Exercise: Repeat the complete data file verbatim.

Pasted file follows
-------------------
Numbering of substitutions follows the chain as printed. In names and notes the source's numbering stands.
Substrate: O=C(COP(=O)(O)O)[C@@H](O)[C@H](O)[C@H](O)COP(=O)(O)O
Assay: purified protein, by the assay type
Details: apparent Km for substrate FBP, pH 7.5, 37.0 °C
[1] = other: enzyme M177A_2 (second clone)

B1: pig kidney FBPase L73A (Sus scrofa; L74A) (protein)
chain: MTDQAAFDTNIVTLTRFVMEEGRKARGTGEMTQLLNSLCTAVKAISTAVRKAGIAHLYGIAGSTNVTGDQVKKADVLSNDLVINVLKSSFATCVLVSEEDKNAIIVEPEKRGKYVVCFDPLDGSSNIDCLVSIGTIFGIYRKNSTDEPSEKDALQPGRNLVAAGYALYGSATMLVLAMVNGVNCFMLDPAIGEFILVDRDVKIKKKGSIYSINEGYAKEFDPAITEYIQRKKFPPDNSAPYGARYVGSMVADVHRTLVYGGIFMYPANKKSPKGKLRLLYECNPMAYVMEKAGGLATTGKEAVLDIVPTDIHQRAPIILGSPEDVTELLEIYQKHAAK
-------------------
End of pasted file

Numbering of substitutions follows the chain as printed. In names and notes the source's numbering stands.
Substrate: O=C(COP(=O)(O)O)[C@@H](O)[C@H](O)[C@H](O)COP(=O)(O)O
Assay: purified protein, by the assay type
Details: apparent Km for substrate FBP, pH 7.5, 37.0 °C
[1] = other: enzyme M177A_2 (second clone)

B1: pig kidney FBPase L73A (Sus scrofa; L74A) (protein)
chain: MTDQAAFDTNIVTLTRFVMEEGRKARGTGEMTQLLNSLCTAVKAISTAVRKAGIAHLYGIAGSTNVTGDQVKKADVLSNDLVINVLKSSFATCVLVSEEDKNAIIVEPEKRGKYVVCFDPLDGSSNIDCLVSIGTIFGIYRKNSTDEPSEKDALQPGRNLVAAGYALYGSATMLVLAMVNGVNCFMLDPAIGEFILVDRDVKIKKKGSIYSINEGYAKEFDPAITEYIQRKKFPPDNSAPYGARYVGSMVADVHRTLVYGGIFMYPANKKSPKGKLRLLYECNPMAYVMEKAGGLATTGKEAVLDIVPTDIHQRAPIILGSPEDVTELLEIYQKHAAK